The dust swirled and voices whispered, breaking the dead silence. One by one they came. The floorboards creaked as the first indistinct phantom solidified. Billi stepped back and her hand rose to her throat, to her crucifix as first eyes peered from the ghostly haze in the centre of the bar. Then it took shape, a torso, limbs, a head. A woman, middle-aged, care-worn with heavily layered clothes and her hair drawn in a tight bun and pegged in place with wooden pins. A thread-bare shawl sat over her rounded shoulders and she rubbed her wrinkled, bony fingers together.
“Hello, Mary,” said Billi.
The woman looked her, confused.
“Where’s Percy?” she said.
Of course. The last one they’d seen was her godfather. Ten years ago.
“Shame. I liked Percy.”
A second woman stepped out of the cold fog of ether. Billi recognised her form the old photos. True, she was a carved up slab of meat in the pictures, but there was enough of the old flower seller for Billi to put a name to the victim. Billi took a glass and handed it to her.
“Annie,” Billi said.
The woman frowned but took the glass. She glanced at Mary and the two exchanged a barely civil nod of acknowledgement. This was going to be a fun evening.
The tall skinny woman ignored Billi and went straight to the bar and emptied the glass in a single gulp. She smacked her lips and peered into the now empty bottle. She sighed them looked at the other two women, and finally Billi.
“They sent a girl?” she said.
“Stop complaining, Lizzie, I think that’s nice,” said the fourth woman. Like the other three she was middle-aged, tired and dishevelled. Her chubby fingers bore broken dirty nails but her bright hazel eyes were warm and clear. She put an arm around Billi and she tried not to flinch at the frosty chill that seeped through her skin. The plump woman seemed not to notice and smiled as Billi gave her a glass. The woman’s eyes sparkled. “Cheers,” she said.
The fifth woman was youngest. Her deep red-coloured hair hung loose around her shoulders and her bright blue eyes sat, burning in a pale, soft face. A wrinkle of anxiety appeared on her smooth brow as she saw Billi.
“I think it’s wrong,” she said. “She’s just a child.”
“I’m old enough, Mary Jane,” replied Billi. The young woman shrugged, but took her drink.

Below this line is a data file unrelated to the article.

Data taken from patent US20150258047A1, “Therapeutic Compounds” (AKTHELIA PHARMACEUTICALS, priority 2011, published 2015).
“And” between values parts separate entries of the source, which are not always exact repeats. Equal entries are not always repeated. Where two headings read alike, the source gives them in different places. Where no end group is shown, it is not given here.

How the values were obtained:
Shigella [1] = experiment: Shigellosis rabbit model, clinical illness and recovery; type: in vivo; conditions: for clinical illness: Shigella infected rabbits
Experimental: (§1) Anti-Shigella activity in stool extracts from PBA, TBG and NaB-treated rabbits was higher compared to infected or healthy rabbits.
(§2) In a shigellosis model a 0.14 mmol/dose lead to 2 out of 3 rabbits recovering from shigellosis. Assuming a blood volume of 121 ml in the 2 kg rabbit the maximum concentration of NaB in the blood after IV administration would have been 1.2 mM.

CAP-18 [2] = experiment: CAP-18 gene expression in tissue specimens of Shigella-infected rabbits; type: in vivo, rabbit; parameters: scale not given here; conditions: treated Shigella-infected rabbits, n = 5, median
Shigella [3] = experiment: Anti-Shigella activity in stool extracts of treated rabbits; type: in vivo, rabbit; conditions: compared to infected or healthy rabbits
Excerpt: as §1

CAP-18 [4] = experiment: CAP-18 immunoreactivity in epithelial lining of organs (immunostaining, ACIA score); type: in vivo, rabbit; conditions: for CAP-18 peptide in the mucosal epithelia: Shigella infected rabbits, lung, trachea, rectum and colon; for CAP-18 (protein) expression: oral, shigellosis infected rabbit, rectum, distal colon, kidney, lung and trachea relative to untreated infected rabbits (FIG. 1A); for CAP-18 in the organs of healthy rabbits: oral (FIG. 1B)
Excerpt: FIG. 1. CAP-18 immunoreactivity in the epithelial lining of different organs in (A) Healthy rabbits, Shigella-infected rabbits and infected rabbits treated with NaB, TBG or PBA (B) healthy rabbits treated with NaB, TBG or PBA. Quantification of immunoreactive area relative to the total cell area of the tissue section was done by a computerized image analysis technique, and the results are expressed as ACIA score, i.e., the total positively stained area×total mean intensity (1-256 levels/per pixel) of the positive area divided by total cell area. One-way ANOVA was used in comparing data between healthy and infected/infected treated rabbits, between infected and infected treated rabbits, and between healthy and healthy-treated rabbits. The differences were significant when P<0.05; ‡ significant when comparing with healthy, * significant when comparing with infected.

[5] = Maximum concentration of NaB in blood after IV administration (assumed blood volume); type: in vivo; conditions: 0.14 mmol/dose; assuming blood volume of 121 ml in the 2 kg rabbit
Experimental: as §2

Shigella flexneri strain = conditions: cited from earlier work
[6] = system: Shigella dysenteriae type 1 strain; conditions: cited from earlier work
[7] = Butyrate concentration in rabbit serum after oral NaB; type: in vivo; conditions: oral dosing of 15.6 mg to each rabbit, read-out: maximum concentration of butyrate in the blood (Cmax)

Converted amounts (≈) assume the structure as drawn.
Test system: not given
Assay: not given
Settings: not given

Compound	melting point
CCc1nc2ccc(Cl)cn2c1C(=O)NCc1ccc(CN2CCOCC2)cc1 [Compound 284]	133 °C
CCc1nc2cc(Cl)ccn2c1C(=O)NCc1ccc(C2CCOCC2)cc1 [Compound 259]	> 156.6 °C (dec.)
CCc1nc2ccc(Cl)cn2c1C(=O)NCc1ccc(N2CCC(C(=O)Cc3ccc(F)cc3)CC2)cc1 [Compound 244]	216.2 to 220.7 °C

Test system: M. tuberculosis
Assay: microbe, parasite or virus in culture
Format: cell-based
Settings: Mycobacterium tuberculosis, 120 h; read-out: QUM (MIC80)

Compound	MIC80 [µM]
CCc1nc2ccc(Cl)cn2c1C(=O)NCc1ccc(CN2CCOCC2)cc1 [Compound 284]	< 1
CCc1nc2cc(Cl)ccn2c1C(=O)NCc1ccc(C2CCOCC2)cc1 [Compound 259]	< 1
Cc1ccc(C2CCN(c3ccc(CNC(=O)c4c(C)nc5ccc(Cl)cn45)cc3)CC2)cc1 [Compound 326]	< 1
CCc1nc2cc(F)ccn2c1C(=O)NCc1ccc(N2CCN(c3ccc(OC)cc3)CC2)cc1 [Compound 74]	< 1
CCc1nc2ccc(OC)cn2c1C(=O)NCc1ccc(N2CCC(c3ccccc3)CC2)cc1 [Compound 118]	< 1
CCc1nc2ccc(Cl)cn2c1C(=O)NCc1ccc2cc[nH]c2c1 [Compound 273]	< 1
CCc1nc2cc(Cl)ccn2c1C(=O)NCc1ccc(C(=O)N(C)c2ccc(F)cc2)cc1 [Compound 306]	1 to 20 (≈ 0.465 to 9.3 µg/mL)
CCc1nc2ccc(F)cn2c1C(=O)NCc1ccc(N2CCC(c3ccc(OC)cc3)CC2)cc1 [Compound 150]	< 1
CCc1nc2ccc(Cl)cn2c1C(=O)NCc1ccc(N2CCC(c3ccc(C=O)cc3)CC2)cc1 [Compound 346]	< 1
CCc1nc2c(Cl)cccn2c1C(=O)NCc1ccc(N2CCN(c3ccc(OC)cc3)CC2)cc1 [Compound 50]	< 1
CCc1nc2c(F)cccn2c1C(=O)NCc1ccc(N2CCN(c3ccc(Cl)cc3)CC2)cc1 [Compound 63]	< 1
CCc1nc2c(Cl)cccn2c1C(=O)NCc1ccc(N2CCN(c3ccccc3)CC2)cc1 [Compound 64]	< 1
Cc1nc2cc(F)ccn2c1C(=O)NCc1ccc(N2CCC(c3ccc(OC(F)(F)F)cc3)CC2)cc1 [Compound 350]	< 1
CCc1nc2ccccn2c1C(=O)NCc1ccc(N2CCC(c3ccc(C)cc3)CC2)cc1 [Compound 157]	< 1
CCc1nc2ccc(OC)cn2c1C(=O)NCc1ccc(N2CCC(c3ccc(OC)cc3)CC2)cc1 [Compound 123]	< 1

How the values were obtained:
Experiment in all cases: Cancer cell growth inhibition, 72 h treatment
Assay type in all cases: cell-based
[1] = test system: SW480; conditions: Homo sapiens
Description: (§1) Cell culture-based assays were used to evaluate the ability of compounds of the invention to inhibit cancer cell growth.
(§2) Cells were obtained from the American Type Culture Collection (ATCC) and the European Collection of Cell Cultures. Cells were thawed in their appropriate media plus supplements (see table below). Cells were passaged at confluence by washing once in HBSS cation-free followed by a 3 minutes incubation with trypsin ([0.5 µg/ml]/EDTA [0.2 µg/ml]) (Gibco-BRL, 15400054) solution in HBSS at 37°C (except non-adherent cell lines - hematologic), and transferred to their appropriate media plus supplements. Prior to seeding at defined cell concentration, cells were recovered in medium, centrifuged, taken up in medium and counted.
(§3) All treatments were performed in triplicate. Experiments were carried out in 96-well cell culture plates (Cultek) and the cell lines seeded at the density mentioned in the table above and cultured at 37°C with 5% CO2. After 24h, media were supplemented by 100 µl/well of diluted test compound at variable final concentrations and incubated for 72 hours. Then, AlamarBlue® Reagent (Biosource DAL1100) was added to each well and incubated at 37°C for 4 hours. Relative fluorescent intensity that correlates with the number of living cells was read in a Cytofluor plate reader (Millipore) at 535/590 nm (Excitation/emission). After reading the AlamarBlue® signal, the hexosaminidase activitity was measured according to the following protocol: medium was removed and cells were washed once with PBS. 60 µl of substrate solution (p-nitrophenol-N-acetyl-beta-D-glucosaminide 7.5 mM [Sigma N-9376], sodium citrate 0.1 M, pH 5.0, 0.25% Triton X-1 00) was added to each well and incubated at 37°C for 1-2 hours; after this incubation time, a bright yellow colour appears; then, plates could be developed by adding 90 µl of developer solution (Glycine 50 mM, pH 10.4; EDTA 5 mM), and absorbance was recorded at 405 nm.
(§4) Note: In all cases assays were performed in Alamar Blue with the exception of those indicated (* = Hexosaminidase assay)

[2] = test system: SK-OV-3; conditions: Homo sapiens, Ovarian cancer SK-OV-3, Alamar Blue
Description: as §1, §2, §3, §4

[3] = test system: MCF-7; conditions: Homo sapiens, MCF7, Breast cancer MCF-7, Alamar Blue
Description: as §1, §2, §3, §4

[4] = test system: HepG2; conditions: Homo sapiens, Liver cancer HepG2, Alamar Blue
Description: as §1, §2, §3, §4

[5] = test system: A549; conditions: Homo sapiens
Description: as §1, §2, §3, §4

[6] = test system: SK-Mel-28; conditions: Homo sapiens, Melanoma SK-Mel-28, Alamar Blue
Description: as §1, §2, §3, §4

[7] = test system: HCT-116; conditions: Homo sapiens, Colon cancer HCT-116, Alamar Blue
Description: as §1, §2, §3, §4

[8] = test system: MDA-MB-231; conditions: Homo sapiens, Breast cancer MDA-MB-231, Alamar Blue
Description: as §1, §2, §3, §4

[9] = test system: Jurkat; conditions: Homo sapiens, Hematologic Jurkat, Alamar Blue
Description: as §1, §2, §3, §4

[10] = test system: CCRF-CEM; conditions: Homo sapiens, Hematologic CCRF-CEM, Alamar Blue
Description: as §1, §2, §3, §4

Billi took out her vial of holy oil and undid her crucifix. Both sat on the now clear bar top. Then she faced the five women.
Mary Ann Nichols. Annie Chapman. Elizabeth Stride. Cathy Eddowes and Mary Jane Kelly. They were pale, ethereal shadows, drifting back and forth between the mortal realm and the shadow realm they’d come from.
The pain lingered in their eyes, those hollow mirrored orbs. Billi had experienced the restless dead up close once before and these five woman bore the same weary misery. The cuts were dark groves, along their necks and faces. The stains on their dresses and skirts dark brown where he’d taken his ragged blade and made these five women immortal, in their own way.
“Well,” asked Lizzie. She up ended the glass again, hoping to sip any last lingering drops. “You got him yet?”
“Of course they ain’t,” said Mary. “We’re still here. Ain’t that so?”
The temperature had dropped and Billi’s fingers were numb. You couldn’t hang around ghosts too long. They were a tear in the wall between life and death, and the realm of the dead was nothing but coldness. Billi watched the frost spread across the glass in Mary’s hand, decorating it with tiny cracks and patterns.
“We were hoping you might be able to help us in the search,” said Billi. She’d talked this over with Elaine and Arthur earlier in the evening. “Anything you might remember about him?”